Saturday, January 28, 2006
Congratulations to Allan "Sunshine" Guthrie, who must now, by protocol, be addressed as "Edgar Nominee Allan Guthrie."
Kiss Her Goodbye was one of my favorite reads of 2005, and the Edgar nomination for Best PBO was well-deserved.
"What happened?" I asked.
The bartender looked up from where he was setting down a pallet of beer mugs. "Space Shuttle blew up."
It was like being punched in the gut. I sat down on the steps leading down into the sunken bar area. "What happened?"
A shrug. "Don't know."
"Anybody get out?" It was a stupid question. No one could have gotten out of that.
Another shrug. "Don't know."
The nonchalance infuriated me. You idiot, I wanted to say. We just lost the stars.
I was wrong, of course. Wrong for being angry at a guy who, after all had his own crappy job to get through, and wrong for thinking it was the death of space flight. We didn't lose the stars, we just got set back. What we did lose was the lives of seven brave people, one of them a teacher who'd won a chance to go along and hold class from space.
Commander Francis "Dick" Scobee
Pilot Michael J. Smith (a native of Beaufort, in my home state of North Carolina)
Mission Specialist Judith Resnik
Mission Specialist Ellison Onizuka
Mission Specialist Ronald McNair
Payload Specialist Gregory Jarvis
Payload Specialist Christa McAuliffe
Wednesday, January 25, 2006
And there's a survey.
Monday, January 23, 2006
Buy this book now. It's the coolest thing I've read in ages. And I'm not just saying that because Duane is a friend of mine. This is one of those books that make me want to grab people on the street and demand that they read it. I've mostly stopped doing that, though, on advice of my therapist and probation officer.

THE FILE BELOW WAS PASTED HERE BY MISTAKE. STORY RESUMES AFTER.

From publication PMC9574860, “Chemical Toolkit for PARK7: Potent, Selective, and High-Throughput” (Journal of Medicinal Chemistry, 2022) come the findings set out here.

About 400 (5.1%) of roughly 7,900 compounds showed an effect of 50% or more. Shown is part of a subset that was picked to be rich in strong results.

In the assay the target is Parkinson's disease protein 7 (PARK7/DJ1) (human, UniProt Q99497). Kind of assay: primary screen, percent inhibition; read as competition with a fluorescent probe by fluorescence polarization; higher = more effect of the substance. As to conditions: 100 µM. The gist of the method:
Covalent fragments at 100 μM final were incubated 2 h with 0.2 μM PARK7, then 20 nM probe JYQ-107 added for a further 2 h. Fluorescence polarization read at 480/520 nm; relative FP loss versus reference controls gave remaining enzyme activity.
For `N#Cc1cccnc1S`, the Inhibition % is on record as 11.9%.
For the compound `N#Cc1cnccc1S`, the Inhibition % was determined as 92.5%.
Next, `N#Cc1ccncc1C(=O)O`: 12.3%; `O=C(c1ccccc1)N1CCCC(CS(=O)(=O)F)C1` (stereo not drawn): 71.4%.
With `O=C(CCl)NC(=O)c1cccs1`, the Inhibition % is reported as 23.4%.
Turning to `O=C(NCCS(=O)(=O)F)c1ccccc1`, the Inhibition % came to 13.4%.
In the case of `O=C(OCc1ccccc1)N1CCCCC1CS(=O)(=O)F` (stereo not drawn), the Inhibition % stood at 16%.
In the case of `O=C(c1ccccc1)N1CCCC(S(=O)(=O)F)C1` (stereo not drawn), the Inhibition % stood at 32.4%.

Sunday, January 22, 2006
Recently, the literary world was rocked by the controversy surrounding James Frey’s so-called memoir, “A Million Little Pieces.”
The book, (hereinafter referred to as “AMLP”) is supposedly the harrowing story of Frey’s battles with drug addiction, alcoholism, and crime. “I am an Alcoholic and I am a drug Addict and I am a Criminal,” Frey repeats over and over, while calmly reciting some of the horrible experiences that particular trio of personal demons put him through.
The books begin with Frey hitting rock bottom: on a plane bound for Chicago, with no ID or money, wanted in three states, missing four front teeth, beaten, bloody and covered in his own vomit. (Boy, The Transportation Safety Administration was really asleep at the switch THAT day.) Of course, through rehab and personal gumption, Frey makes it back to sanity by the end of the book.
Well, no one loves a good recovery story as much as Oprah, who put Frey on the map and made his fortune by featuring “AMLP” on her show. Oprah herself was reportedly reduced to tears by the book, as were members of her production staff, who went on camera, eyes all damp and shiny, to describe how the book had moved them.
As we know, anything that makes Oprah & Co. cry is bound to make the cash registers ring. The book hit No. 1 on the New York Times Best Seller List. It’s reportedly sold over three million copies and, we can assume, made Frey rich.